Blackwater is up for sale and its shadowy owner, Erik Prince, is rumored to be planning to move to the United Arab Emirates as his top deputies face indictment for a range of alleged crimes, yet the company remains a central part of President Obama’s Afghanistan war. Now, Blackwater’s role is expanding.
On Friday, the US State Department awarded Blackwater another "diplomatic security" contract to protect US officials in Afghanistan. CBS News reports that the $120 million deal is for "protective services" at the US consulates in Herat and Mazar-e-Sharif. Blackwater has another security contract in Afghanistan worth $200 million and trains Afghan forces. The company also works for the CIA and the US military and provides bodyguards for US Ambassador Karl Eikenberry as well as US lawmakers and other officials who visit the country. The company has four forward operating bases in Afghanistan and Prince has boasted that Blackwater’s counter-narcotics forces have called in NATO airstrikes.
The new security contract was awarded to one of Blackwater’s alter egos, the United States Training Center, despite the indictments of five senior company officials on bribery, weapons and conspiracy charges. Its operatives in both Afghanistan and Iraq have been indicted for killing innocent civilians. The Senate Armed Services Committee has called on the Justice Department to investigate Blackwater’s use of a shell company, Paravant, to win training contracts in Afghanistan. Despite these and numerous other scandals, the State Department once again awarded the company a lucrative contract.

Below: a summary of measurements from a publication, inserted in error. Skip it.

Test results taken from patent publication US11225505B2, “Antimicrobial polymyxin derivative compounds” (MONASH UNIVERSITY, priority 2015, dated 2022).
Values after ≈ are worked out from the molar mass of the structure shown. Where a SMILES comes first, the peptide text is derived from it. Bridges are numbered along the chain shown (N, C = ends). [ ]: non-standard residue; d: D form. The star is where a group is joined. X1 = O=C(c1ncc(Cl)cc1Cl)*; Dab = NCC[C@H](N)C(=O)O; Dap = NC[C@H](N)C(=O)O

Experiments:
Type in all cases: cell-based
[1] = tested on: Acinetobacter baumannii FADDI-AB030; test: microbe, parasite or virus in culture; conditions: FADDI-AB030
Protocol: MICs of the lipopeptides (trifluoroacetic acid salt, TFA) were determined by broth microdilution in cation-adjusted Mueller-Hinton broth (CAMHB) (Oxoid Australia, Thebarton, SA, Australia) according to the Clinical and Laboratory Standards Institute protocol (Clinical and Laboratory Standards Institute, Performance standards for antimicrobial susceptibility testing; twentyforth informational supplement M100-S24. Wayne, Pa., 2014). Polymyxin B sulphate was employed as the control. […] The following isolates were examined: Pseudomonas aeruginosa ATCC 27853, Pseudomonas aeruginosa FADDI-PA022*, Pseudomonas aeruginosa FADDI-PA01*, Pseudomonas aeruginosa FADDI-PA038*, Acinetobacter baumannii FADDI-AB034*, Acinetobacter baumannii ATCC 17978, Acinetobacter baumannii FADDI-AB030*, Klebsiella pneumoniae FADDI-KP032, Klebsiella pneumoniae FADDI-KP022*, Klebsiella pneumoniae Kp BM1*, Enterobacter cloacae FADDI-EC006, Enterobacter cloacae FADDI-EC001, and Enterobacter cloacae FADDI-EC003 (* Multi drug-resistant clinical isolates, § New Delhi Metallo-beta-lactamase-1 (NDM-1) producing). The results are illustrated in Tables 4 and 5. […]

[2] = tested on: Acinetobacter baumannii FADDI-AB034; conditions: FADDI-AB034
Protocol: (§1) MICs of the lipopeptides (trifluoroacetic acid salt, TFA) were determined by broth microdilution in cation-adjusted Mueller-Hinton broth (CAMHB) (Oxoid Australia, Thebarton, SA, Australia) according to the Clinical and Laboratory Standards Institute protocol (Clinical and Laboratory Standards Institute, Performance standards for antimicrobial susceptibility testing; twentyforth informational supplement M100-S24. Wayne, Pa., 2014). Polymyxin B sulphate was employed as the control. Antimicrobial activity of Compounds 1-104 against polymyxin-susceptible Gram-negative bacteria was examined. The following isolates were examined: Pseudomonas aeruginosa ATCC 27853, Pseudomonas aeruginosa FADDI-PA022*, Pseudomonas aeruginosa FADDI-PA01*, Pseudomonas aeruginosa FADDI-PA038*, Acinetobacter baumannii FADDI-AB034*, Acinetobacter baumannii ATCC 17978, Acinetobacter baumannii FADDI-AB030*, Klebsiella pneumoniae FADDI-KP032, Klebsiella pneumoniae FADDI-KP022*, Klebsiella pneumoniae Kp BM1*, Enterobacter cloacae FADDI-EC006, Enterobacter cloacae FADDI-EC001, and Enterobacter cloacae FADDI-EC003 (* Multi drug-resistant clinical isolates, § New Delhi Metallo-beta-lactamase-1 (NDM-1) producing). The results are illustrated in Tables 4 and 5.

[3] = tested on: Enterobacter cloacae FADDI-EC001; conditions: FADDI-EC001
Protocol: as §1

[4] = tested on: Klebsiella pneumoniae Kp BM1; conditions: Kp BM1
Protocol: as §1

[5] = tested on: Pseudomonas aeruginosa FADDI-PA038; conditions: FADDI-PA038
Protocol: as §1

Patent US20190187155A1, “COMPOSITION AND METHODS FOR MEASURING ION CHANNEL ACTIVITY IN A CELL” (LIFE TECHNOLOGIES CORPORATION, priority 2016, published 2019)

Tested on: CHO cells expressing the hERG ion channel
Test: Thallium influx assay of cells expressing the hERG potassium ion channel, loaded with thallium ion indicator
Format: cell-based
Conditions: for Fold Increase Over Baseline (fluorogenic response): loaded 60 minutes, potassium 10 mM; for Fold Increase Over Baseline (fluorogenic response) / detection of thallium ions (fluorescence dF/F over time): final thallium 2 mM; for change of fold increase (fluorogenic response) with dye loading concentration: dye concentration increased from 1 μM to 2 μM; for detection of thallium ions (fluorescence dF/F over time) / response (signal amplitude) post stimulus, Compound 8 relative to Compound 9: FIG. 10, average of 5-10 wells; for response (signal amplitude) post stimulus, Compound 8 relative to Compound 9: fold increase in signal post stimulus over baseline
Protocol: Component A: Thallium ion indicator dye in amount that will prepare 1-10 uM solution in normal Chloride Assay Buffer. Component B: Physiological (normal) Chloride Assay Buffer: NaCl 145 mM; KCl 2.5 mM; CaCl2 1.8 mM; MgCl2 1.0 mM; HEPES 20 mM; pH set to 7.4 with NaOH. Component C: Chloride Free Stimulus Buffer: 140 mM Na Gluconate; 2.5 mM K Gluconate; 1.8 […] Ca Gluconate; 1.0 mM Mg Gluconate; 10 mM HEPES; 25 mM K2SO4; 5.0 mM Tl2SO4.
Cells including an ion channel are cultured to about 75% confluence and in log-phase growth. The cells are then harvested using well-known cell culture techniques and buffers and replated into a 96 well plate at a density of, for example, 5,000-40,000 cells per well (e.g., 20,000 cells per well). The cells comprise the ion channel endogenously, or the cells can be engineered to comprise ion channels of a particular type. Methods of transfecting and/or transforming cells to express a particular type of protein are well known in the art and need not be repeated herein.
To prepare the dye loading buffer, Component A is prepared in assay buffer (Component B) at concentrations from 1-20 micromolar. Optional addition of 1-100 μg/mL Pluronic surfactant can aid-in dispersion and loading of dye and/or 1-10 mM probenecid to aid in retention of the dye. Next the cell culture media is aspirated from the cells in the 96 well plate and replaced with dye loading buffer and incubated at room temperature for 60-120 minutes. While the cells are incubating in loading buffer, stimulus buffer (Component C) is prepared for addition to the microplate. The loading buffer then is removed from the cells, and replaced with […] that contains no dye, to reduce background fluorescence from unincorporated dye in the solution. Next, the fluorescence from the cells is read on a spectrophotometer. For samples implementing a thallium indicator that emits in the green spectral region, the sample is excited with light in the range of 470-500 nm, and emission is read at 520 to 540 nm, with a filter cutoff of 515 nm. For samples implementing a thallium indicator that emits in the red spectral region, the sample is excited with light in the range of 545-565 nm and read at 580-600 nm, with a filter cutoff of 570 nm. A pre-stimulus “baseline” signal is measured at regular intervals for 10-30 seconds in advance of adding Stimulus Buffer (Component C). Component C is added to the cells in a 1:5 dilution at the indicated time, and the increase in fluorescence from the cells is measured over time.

"Under federal acquisition regulations, the prosecution of the specific Blackwater individuals does not preclude the company or its successive companies and subsidiaries from bidding on contracts," a State Department spokesperson told CBS. "On the basis of full and open competition, the department performed a full technical evaluation of all proposals and determined the US Training Center has the best ability and qualifications to meet the contract requirements."
Representative Jan Schakowsky, who chairs the Intelligence Subcommittee on Oversight and Investigations, immediately blasted the State Department’s awarding of the contract to Blackwater. "This is a company whose cowboy-like behavior has not only resulted in civilian deaths; it has also jeopardized our mission and the safety of U.S. troops and diplomatic personnel worldwide. Instead of punishing Blackwater for its extensive history of serious abuses the State Department is rewarding the company with up to $120 million in taxpayer funds," Schakowsky said. “I strongly believe that the former Blackwater should not be receiving further U.S. contracts, and I have repeatedly urged the U.S. government to no longer do business with this company. Though the name Blackwater has become synonymous with the worst of contractor abuses, the bigger problem is our dangerous reliance on such companies for the business of waging war."
Earlier this year, Schakowsky and Senator Bernie Sanders reintroduced the Stop Outsourcing Security Act, which would phase out the use of private security contractors by the government. Ironically, Hillary Clinton was a co-sponsor of the legislation when she was a senator and running for president. Now, as Secretary of State, she is the US official in charge of most Blackwater contracts. Blackwater is also bidding on a contract potentially worth up to $1 billion to train the Afghan National Police.